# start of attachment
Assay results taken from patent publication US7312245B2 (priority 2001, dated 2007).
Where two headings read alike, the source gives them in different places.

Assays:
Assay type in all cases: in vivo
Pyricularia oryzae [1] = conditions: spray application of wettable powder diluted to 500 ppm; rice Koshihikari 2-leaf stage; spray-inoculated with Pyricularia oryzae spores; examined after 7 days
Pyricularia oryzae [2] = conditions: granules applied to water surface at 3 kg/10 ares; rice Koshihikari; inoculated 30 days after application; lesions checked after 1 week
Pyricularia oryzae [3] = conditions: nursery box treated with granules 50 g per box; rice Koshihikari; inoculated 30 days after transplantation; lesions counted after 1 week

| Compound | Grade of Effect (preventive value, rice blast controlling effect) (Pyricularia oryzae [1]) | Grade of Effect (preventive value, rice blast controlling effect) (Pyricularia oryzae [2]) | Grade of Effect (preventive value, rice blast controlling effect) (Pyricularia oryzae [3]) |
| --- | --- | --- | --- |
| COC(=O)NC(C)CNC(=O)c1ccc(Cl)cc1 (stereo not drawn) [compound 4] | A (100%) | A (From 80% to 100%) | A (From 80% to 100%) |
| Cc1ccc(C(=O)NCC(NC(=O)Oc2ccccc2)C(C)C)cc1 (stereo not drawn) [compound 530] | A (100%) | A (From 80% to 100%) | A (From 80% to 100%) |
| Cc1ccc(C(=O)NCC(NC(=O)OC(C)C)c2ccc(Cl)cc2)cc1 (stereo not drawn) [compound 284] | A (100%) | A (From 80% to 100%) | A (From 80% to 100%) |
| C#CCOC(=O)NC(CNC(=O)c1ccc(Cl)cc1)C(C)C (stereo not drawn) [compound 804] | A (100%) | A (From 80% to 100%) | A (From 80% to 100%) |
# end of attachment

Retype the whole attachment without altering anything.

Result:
Assay results taken from patent publication US7312245B2 (priority 2001, dated 2007).
Where two headings read alike, the source gives them in different places.

Assays:
Assay type in all cases: in vivo
Pyricularia oryzae [1] = conditions: spray application of wettable powder diluted to 500 ppm; rice Koshihikari 2-leaf stage; spray-inoculated with Pyricularia oryzae spores; examined after 7 days
Pyricularia oryzae [2] = conditions: granules applied to water surface at 3 kg/10 ares; rice Koshihikari; inoculated 30 days after application; lesions checked after 1 week
Pyricularia oryzae [3] = conditions: nursery box treated with granules 50 g per box; rice Koshihikari; inoculated 30 days after transplantation; lesions counted after 1 week

| Compound | Grade of Effect (preventive value, rice blast controlling effect) (Pyricularia oryzae [1]) | Grade of Effect (preventive value, rice blast controlling effect) (Pyricularia oryzae [2]) | Grade of Effect (preventive value, rice blast controlling effect) (Pyricularia oryzae [3]) |
| --- | --- | --- | --- |
| COC(=O)NC(C)CNC(=O)c1ccc(Cl)cc1 (stereo not drawn) [compound 4] | A (100%) | A (From 80% to 100%) | A (From 80% to 100%) |
| Cc1ccc(C(=O)NCC(NC(=O)Oc2ccccc2)C(C)C)cc1 (stereo not drawn) [compound 530] | A (100%) | A (From 80% to 100%) | A (From 80% to 100%) |
| Cc1ccc(C(=O)NCC(NC(=O)OC(C)C)c2ccc(Cl)cc2)cc1 (stereo not drawn) [compound 284] | A (100%) | A (From 80% to 100%) | A (From 80% to 100%) |
| C#CCOC(=O)NC(CNC(=O)c1ccc(Cl)cc1)C(C)C (stereo not drawn) [compound 804] | A (100%) | A (From 80% to 100%) | A (From 80% to 100%) |